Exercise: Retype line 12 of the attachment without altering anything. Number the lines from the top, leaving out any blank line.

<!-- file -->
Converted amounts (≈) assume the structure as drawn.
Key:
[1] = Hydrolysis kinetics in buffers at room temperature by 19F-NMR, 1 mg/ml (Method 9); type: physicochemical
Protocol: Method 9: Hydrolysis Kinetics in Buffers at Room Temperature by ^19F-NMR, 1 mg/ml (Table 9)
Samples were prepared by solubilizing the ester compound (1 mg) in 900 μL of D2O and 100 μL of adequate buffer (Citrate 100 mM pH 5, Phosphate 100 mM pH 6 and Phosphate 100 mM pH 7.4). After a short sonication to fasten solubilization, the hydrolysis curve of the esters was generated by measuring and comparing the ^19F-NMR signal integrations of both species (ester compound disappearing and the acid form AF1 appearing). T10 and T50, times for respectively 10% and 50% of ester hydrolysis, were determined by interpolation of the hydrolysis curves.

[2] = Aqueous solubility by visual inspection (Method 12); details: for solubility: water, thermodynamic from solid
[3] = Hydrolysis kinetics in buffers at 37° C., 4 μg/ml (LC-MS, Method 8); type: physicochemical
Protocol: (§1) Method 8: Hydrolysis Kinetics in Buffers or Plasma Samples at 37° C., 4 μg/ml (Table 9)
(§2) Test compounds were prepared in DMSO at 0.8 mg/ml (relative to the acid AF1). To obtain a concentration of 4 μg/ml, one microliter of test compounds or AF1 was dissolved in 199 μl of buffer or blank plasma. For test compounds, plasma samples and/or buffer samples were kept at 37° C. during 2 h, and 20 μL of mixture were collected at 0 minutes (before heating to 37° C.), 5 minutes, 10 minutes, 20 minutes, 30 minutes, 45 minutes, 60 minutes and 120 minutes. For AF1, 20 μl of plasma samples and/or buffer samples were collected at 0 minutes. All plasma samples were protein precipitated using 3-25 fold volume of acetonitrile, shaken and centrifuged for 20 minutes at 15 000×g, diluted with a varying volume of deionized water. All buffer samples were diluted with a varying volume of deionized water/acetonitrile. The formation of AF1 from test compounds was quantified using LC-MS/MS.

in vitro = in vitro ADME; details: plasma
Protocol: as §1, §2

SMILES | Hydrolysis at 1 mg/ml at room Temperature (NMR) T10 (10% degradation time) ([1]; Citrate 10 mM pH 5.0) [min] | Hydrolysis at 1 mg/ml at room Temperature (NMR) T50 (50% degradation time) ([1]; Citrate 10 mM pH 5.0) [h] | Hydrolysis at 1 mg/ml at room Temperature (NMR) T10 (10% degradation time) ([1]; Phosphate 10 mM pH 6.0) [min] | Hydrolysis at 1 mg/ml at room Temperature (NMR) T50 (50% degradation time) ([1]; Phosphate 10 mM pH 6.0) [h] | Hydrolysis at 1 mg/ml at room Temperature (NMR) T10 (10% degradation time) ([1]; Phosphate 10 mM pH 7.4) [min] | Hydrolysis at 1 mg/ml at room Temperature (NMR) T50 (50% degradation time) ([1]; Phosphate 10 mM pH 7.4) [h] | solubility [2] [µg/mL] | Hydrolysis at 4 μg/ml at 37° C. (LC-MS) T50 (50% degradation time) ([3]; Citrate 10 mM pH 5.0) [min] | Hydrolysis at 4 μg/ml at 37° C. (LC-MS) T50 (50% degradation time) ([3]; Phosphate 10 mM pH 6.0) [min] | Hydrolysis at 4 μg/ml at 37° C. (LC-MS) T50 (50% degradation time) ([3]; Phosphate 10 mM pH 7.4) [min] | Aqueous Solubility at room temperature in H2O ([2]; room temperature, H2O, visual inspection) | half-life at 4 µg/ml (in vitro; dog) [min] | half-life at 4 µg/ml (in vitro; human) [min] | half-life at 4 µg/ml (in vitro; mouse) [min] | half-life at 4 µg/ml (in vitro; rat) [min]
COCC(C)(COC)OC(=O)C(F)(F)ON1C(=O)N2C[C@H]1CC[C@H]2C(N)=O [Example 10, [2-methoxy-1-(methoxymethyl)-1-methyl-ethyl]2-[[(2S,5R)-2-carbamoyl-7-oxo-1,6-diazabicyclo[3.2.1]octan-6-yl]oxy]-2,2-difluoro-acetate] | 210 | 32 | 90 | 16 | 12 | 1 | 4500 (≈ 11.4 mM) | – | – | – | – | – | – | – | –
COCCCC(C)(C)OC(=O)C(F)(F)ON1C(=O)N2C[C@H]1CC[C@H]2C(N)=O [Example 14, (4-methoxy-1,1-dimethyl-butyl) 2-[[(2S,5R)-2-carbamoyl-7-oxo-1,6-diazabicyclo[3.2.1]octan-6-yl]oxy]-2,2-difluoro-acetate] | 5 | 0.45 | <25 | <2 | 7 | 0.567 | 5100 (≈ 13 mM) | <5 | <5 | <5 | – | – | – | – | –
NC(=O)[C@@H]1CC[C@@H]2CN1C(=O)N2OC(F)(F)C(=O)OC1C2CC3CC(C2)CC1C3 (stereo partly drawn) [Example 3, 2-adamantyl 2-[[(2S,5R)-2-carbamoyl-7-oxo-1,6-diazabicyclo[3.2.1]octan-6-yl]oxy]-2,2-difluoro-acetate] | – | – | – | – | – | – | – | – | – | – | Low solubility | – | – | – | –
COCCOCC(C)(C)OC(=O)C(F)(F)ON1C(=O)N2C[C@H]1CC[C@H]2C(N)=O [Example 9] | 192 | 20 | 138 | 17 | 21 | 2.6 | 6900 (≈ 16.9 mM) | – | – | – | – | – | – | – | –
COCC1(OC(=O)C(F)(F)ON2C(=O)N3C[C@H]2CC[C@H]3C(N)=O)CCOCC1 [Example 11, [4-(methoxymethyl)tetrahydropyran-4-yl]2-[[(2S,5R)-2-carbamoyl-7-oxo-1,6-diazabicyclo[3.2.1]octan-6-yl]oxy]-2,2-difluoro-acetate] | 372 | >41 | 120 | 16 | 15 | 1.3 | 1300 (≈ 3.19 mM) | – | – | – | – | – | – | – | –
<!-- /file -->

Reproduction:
SMILES | Hydrolysis at 1 mg/ml at room Temperature (NMR) T10 (10% degradation time) ([1]; Citrate 10 mM pH 5.0) [min] | Hydrolysis at 1 mg/ml at room Temperature (NMR) T50 (50% degradation time) ([1]; Citrate 10 mM pH 5.0) [h] | Hydrolysis at 1 mg/ml at room Temperature (NMR) T10 (10% degradation time) ([1]; Phosphate 10 mM pH 6.0) [min] | Hydrolysis at 1 mg/ml at room Temperature (NMR) T50 (50% degradation time) ([1]; Phosphate 10 mM pH 6.0) [h] | Hydrolysis at 1 mg/ml at room Temperature (NMR) T10 (10% degradation time) ([1]; Phosphate 10 mM pH 7.4) [min] | Hydrolysis at 1 mg/ml at room Temperature (NMR) T50 (50% degradation time) ([1]; Phosphate 10 mM pH 7.4) [h] | solubility [2] [µg/mL] | Hydrolysis at 4 μg/ml at 37° C. (LC-MS) T50 (50% degradation time) ([3]; Citrate 10 mM pH 5.0) [min] | Hydrolysis at 4 μg/ml at 37° C. (LC-MS) T50 (50% degradation time) ([3]; Phosphate 10 mM pH 6.0) [min] | Hydrolysis at 4 μg/ml at 37° C. (LC-MS) T50 (50% degradation time) ([3]; Phosphate 10 mM pH 7.4) [min] | Aqueous Solubility at room temperature in H2O ([2]; room temperature, H2O, visual inspection) | half-life at 4 µg/ml (in vitro; dog) [min] | half-life at 4 µg/ml (in vitro; human) [min] | half-life at 4 µg/ml (in vitro; mouse) [min] | half-life at 4 µg/ml (in vitro; rat) [min]